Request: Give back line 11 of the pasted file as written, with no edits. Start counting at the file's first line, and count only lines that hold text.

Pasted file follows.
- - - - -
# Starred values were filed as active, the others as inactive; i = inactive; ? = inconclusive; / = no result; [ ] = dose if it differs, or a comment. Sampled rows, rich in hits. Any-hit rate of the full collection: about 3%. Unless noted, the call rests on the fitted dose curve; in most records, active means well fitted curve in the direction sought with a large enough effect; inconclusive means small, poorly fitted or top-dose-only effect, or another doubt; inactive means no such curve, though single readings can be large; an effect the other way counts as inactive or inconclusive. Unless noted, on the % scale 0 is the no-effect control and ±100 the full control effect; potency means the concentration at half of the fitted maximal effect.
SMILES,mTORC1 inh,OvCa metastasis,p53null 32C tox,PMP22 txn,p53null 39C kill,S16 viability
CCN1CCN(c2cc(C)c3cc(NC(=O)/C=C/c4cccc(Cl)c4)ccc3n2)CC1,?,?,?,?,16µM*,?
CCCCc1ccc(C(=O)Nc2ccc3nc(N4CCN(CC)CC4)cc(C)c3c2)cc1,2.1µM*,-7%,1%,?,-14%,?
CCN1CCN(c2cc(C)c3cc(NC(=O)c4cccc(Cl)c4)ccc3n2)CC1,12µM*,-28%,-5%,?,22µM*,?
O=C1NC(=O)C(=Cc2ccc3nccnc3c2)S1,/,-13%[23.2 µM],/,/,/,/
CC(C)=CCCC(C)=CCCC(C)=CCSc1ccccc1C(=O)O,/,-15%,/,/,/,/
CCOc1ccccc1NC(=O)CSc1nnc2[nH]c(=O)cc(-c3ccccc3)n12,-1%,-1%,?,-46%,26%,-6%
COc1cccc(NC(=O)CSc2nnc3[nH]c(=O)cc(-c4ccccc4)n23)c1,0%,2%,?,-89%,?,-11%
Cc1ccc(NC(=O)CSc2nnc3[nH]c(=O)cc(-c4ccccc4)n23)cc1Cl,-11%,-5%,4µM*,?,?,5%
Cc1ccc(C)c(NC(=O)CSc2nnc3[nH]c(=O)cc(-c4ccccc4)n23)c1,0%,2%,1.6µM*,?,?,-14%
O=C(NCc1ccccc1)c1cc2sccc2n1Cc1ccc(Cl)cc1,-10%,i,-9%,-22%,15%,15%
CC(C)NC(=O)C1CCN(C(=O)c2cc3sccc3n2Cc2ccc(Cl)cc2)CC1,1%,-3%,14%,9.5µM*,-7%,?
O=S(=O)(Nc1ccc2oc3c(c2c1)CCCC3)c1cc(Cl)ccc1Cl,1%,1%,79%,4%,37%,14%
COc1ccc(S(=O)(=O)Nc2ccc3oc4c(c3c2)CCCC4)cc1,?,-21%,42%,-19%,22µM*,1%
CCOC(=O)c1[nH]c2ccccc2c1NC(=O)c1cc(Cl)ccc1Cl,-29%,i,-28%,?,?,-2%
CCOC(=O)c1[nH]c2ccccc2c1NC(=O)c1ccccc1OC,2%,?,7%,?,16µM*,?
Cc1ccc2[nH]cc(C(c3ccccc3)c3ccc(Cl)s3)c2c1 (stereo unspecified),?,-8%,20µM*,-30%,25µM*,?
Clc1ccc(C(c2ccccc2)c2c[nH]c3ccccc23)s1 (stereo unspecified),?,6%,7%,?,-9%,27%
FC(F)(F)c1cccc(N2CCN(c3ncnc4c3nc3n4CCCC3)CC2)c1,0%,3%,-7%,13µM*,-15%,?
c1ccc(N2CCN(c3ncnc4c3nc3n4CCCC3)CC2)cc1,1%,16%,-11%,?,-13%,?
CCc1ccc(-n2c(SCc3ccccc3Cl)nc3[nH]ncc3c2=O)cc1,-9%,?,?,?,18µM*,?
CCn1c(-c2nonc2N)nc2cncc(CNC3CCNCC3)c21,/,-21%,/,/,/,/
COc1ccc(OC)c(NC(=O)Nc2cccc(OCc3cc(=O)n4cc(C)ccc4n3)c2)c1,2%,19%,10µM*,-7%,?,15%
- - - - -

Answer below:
Cc1ccc(C)c(NC(=O)CSc2nnc3[nH]c(=O)cc(-c4ccccc4)n23)c1,0%,2%,1.6µM*,?,?,-14%